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Weekend Recap: Hollywood's Most Secretive Directors, Cinema's Future, Tina Brown, AMC vs. Dish

Thompson on Hollywood By Maggie Lange | Thompson on Hollywood October 22, 2012 at 2:35PM

Secretive directors: In a world where new posters, trailers, and spoilers are prized and rumors are updated minute-by-minute, remaining a "secretive" director takes willpower and determination. A select few directors manage to keep a tight lid on their projects, and Vulture's Kyle Buchanan posted a list of the most clandestine of these. Hollywood's most secretive filmmakers? Christopher Nolan, Woody Allen, and the Wachowskis...
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Christopher Nolan
Christopher Nolan

Secretive directors: In a world where new posters, trailers, and spoilers are prized and rumors are updated minute-by-minute, remaining a "secretive" director takes willpower and determination. A select few directors manage to keep a tight lid on their projects, and Vulture's Kyle Buchanan posted a list of the most clandestine of these. Hollywood's most secretive filmmakers? Christopher Nolan, Woody Allen, and the Wachowskis, who until "Cloud Atlas" never even spoke to the press. (Our interview with them is coming soon.)

Cinema's future: The Financial Times' Peter Aspden meditates on three new books about the "future" of cinema:  David Thomson’s "The Big Screen," David Denby’s "Do the Movies Have a Future?" and "Film After Film," by J. Hoberman.  Aspden sums it up clearly - these three writers "wonder where the future of cinema may take us. They do so by writing about the past."  More of Aspden's reviews here.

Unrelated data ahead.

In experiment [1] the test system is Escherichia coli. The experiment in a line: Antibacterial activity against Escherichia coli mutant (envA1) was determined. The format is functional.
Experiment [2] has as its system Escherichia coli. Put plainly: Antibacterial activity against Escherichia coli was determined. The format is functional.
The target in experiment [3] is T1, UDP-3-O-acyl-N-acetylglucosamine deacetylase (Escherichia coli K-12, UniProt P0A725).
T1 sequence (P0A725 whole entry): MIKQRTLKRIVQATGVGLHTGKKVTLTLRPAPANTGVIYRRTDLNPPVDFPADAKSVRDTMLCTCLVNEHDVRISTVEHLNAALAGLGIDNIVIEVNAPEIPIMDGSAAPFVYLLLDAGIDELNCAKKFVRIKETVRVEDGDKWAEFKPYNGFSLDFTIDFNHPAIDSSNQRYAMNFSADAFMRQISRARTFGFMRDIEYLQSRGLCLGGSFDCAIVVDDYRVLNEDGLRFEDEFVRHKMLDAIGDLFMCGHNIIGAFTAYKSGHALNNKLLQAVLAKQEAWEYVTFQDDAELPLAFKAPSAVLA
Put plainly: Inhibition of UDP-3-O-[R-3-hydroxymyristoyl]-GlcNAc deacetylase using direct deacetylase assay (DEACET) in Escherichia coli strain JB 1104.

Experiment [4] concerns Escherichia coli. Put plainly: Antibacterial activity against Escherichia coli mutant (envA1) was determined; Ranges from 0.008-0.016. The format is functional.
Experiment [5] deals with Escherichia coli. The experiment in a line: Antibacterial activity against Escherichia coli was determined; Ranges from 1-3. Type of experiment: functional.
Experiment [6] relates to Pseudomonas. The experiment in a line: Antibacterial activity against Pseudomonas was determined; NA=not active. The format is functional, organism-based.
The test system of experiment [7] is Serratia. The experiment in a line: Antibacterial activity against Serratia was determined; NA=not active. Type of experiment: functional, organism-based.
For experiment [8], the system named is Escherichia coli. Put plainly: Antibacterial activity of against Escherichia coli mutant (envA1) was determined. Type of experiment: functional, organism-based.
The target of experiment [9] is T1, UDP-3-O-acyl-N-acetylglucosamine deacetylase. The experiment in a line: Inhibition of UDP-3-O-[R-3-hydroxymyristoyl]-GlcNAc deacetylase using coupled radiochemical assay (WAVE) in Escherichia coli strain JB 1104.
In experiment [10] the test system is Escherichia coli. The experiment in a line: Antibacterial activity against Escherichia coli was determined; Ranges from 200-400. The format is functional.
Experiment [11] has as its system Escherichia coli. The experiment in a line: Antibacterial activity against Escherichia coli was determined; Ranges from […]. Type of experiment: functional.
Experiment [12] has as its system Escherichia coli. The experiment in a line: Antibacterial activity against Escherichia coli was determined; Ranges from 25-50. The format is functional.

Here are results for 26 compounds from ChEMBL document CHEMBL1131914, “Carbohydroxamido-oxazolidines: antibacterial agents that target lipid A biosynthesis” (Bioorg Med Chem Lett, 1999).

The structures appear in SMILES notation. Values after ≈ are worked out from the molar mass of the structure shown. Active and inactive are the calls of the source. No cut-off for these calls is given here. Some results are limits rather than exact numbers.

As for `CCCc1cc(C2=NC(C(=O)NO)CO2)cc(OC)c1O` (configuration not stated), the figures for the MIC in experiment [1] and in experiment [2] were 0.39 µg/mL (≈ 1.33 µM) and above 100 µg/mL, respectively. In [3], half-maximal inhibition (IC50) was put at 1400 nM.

TinaBrown

Newsweek's  future:  Tina Brown explains what's happening to Newsweek after last week's announcement that the magazine would cease print publication in 2013.  “In the last 12 months, I'd had to adjust in myself,” she told the National Journal. “I've always been a great print junky. …But my own habits have changed so dramatically.”

AMC vs. Dish: Lucky for "Walking Dead" fans, AMC settled it legal battle with Dish, just in time for the just-launched new season of their zombie drama. Dish will pay $700 million in cash for the distribution deal, according to Sunday's settlement.  Starting July 1, Dish had ceased broadcasting AMC after difficult negotiations.  More about the heated negotiations at Mashable.

Outdated-tech in movies:  Wired's Cade Metz wrote a comical round-up of outdated technology in movies: "The Most Wonderfully Ridiculous Movie Computers of All Time."  I'm waiting for the clunky cell phone version of this article.

'Desk Set,' 1957.
'Desk Set,' 1957.

This article is related to: Media, New Media & Technology, Chris Nolan, Wachowskis, Woody Allen, Woody Allen, Critics, Books


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